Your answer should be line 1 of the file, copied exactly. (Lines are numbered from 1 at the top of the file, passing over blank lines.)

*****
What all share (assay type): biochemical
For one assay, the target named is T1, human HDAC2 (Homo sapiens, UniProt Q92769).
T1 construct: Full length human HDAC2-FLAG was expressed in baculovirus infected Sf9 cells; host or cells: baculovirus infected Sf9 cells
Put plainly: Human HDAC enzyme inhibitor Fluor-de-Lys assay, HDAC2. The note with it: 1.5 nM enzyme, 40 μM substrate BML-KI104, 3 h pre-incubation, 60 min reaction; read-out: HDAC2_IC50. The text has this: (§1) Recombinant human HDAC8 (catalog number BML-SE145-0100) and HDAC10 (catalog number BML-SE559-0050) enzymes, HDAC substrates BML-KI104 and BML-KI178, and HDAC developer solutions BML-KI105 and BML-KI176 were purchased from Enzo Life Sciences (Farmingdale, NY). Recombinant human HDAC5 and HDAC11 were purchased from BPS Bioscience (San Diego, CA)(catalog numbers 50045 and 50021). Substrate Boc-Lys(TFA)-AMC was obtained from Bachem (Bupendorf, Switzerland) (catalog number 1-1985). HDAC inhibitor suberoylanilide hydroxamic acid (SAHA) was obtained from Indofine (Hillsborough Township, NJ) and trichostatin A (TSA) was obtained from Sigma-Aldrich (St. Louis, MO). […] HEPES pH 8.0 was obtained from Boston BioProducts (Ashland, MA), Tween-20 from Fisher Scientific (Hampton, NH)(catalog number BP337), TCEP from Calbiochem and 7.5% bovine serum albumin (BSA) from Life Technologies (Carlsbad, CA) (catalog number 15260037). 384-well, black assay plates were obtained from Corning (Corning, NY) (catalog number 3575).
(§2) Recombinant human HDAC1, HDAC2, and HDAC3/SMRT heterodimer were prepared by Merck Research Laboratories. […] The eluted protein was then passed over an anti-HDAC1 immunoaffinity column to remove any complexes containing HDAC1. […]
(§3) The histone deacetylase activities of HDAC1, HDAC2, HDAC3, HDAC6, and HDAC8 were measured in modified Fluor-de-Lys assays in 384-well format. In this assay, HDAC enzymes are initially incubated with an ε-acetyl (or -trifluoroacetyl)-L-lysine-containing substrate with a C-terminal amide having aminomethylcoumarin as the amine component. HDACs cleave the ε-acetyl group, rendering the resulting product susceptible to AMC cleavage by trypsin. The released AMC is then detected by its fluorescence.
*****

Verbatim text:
What all share (assay type): biochemical